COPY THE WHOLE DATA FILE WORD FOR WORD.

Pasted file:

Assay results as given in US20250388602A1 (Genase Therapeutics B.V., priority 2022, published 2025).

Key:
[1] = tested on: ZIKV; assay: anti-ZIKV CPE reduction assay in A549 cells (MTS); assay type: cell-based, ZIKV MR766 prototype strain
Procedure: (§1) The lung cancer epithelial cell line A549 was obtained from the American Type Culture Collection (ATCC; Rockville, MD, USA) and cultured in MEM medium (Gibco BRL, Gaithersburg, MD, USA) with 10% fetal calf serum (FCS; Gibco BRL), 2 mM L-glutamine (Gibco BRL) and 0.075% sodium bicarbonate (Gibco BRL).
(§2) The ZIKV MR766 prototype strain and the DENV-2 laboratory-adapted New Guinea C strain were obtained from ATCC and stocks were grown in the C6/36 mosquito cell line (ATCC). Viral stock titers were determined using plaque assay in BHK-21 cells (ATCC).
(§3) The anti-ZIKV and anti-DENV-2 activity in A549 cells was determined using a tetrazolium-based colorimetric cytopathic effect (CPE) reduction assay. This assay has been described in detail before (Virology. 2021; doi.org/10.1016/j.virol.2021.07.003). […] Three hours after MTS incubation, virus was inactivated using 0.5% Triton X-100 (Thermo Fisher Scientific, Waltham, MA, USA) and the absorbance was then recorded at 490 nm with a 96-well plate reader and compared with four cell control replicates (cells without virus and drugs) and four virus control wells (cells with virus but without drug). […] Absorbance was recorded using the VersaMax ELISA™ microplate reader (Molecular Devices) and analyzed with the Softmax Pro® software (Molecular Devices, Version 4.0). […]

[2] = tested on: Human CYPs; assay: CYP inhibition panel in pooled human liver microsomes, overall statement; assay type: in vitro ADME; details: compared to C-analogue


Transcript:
Assay results as given in US20250388602A1 (Genase Therapeutics B.V., priority 2022, published 2025).

Key:
[1] = tested on: ZIKV; assay: anti-ZIKV CPE reduction assay in A549 cells (MTS); assay type: cell-based, ZIKV MR766 prototype strain
Procedure: (§1) The lung cancer epithelial cell line A549 was obtained from the American Type Culture Collection (ATCC; Rockville, MD, USA) and cultured in MEM medium (Gibco BRL, Gaithersburg, MD, USA) with 10% fetal calf serum (FCS; Gibco BRL), 2 mM L-glutamine (Gibco BRL) and 0.075% sodium bicarbonate (Gibco BRL).
(§2) The ZIKV MR766 prototype strain and the DENV-2 laboratory-adapted New Guinea C strain were obtained from ATCC and stocks were grown in the C6/36 mosquito cell line (ATCC). Viral stock titers were determined using plaque assay in BHK-21 cells (ATCC).
(§3) The anti-ZIKV and anti-DENV-2 activity in A549 cells was determined using a tetrazolium-based colorimetric cytopathic effect (CPE) reduction assay. This assay has been described in detail before (Virology. 2021; doi.org/10.1016/j.virol.2021.07.003). […] Three hours after MTS incubation, virus was inactivated using 0.5% Triton X-100 (Thermo Fisher Scientific, Waltham, MA, USA) and the absorbance was then recorded at 490 nm with a 96-well plate reader and compared with four cell control replicates (cells without virus and drugs) and four virus control wells (cells with virus but without drug). […] Absorbance was recorded using the VersaMax ELISA™ microplate reader (Molecular Devices) and analyzed with the Softmax Pro® software (Molecular Devices, Version 4.0). […]

[2] = tested on: Human CYPs; assay: CYP inhibition panel in pooled human liver microsomes, overall statement; assay type: in vitro ADME; details: compared to C-analogue